Belarus doesn’t have a law preventing domestic violence. Last year the Ministry of Internal Affairs proposed a bill that would have covered all forms of domestic violence and measures to determine, prevent and combat it. However, President Alexander Lukashenko rejected it.
Last Saturday, on 28 December, a group of March on, Baby activists gathered to hold a picket to support the Law Against Domestic Violence. It was the first time the city authorities allowed to hold the picket.
“We would like to say that we are against any kind of violence against all people – women, men, children, elderly people, and people with disabilities. Violence is not the norm. We want Belarus to introduce a law to combat domestic violence, ” said Svetlana Gatalskaya, the coordinator of the March on, Baby initiative group.
According to the MIA, about 2,5 thousand domestic violence crimes are committed in Belarus a year. It is about 3.5% off general violence cases. Almost every third serious crime – beatings, tortures, murders – is committed by close people who live together.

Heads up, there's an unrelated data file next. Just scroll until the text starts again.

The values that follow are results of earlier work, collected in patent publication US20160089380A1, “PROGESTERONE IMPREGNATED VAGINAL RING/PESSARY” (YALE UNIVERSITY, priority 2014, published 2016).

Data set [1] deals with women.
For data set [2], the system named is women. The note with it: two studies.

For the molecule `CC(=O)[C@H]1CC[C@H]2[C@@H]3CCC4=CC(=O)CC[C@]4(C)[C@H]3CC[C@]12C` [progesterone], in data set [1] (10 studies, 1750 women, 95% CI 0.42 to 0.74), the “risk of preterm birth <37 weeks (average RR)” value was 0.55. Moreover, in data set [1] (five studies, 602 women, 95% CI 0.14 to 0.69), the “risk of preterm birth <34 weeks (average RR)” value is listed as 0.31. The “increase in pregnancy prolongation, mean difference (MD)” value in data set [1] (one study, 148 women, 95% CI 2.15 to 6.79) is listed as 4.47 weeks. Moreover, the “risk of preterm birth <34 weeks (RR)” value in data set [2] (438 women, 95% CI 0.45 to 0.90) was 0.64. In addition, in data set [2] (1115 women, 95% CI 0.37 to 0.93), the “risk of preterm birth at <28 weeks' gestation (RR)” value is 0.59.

In most cases, the victims are women, although men also suffer violence, elderly men are most often beaten and killed by their own children. Only a third of affected women seek help. Some are afraid to call the police, others are ashamed. Often, the victim simply doesn’t believe there’s anyone who can help her.
Even after contacting the police, a woman is not protected from an aggressor, since the majority of offenses end with a fine, which is often paid from the family budget. To receive a protective order (prohibiting an aggressor to contact a victim), one needs to go through a whole procedure, and not in every case it can be obtained (for example, if a couple is divorced and no longer live together, but the violence continues).
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Every third woman in Belarus at least once in her life was subjected to physical violence from her relatives, not to mention other types of violence – sexual, psychological, economic. Despite this, the law on the prevention of domestic violence has not yet been adopted.